Sunday, February 26, 2006

Five Songs I'm Loving This Week

One of my favorite bands in the 90's was His Name is Alive. Actually, you could've shot a dart at any row of cds in my apartment and hit a 4AD cd--I loved that label that much. These days I don't keep up with the label like I used to (I wonder if I'm missing anything) and I'd sort of lost track of this band, also. In truth the man behind the band (William Defever) had started doing his own solo "Detroit Blues" projects and I wasn't interested in that side of his music. Once again, I could've been missing out on something, but I only have so much time in a day and very little money. So I sat out those cds.

I'd heard there was a new cd, and I was very interested to hear how it sounded. Would it be like Fort Lake? I liked that later 90's album alright, but it had a different singer and the music was less ethereal. Would it be like the ghost-music of their early albums? Before I knew the band was basically one guy from Livonia, Michigan I actually thought maybe the band was made up of aliens--the music was that strange (Strange is good).

I was pleasantly surprised. Of course I didn't expect it to be exactly like the earlier albums--those albums were 13-16 years ago. There's no way he could/would want to recreate those. However I was hoping that I would love the music as much as I did those older songs. The songs I've heard from Detrola send chills up my spine just like the old songs. For a comparison, I'm posting one of the new songs and a few of the older ones. The new song will count as Song 1 of this post, but the other two are being included as extras.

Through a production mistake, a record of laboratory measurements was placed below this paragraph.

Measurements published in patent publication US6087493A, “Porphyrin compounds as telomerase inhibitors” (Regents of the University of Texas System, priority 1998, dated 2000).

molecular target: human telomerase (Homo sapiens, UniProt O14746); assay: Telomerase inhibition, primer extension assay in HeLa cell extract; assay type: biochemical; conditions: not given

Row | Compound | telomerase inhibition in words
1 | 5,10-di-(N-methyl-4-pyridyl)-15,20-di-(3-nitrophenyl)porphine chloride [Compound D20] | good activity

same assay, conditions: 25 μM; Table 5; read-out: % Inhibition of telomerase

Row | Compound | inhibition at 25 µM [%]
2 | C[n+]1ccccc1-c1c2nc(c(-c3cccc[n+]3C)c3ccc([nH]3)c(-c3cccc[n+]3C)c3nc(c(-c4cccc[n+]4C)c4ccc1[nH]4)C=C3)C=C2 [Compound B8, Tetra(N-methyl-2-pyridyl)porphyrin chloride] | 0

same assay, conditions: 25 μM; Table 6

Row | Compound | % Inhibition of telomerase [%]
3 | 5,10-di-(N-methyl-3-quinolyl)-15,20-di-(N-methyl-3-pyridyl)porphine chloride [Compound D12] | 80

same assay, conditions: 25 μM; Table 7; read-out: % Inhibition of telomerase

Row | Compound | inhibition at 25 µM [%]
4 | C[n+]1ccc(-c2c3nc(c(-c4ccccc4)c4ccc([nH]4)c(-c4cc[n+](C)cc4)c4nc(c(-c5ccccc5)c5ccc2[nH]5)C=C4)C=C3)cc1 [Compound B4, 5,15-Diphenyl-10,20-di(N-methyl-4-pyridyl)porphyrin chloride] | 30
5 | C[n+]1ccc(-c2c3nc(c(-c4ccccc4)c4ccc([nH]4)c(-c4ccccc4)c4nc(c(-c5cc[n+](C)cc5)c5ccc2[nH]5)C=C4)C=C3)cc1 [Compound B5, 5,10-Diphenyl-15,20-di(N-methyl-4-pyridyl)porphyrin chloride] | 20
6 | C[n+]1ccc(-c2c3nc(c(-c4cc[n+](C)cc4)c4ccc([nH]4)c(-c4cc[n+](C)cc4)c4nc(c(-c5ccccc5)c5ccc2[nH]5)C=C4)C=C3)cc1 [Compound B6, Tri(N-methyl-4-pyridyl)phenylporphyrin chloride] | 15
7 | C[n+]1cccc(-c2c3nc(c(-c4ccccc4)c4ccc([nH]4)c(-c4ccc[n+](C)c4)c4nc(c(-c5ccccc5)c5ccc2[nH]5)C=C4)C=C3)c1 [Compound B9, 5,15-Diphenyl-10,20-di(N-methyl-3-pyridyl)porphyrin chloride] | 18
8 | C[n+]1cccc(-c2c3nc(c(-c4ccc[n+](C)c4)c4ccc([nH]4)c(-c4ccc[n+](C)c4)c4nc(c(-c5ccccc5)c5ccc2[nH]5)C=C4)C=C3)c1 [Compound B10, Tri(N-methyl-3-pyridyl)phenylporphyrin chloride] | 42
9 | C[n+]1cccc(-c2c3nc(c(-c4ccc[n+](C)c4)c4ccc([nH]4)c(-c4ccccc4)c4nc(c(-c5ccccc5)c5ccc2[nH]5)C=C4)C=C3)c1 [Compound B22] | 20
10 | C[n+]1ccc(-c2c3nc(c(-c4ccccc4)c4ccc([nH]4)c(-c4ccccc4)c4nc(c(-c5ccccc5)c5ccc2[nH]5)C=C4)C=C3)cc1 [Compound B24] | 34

His Name is Alive, "The Darkest Night" (Originally obtained through The Camera as Pen, but it's gone now. (From the album Detrola)

His Name is Alive, "Are We Still Married", from the album Home is in the Head, 1991
His Name is Alive, "Ear", from Mouth By Mouth, 1993

I first heard Lake Holiday a few months ago, and immediately loved them. The first song I heard was "Love Vigilantes", but also on the same download page is "American Summer". It got my attention because, well, they're a Canadian band and I was all "but they're Canadian--why are they talking about America?" But then I remembered that people do travel, even if I've been stuck in the same town for most of six years. Anyways, the song is awesome. It's one of those songs that just builds and feels so complete that there's no possible way it could be any better of a song.

Another cool song I've been listening to lately is Loch Lamond, "Stripe". It starts very dirge-like, which of course is how I like my music. It uses a dragging repetition to drive in the heavy, dire feeling of the song. The singer's voice does get a bit emo, but I'm willing to forgive that because I like the song so much, and the song has violin in it. Utilizing the violin (or a wind instrument) will earn much goodwill credit with me. Also, according to their bio, one of the members is from another band I like, The Standard.

Dan Israel is going home. I can't say I blame him. I'm tired and I am home. I like this song alot, though. His voice reminds me of Jacob Dylan's and the music is acoustic and Western in feel. It's what I like to call "Cowboy acoustic" (or if it's Tim Easton, "Drunk Cowboy acoustic"). "Going Home" (scroll down) is my current favorite, but I'm also fond of Good Times (no, not the t.v. show, though I did like that also). **Random observation: I had a song last week called "Not Going Home" and this week I have a song called "Going Home". I wish the artists would make up their mind. No wonder people think musicians are so fickle.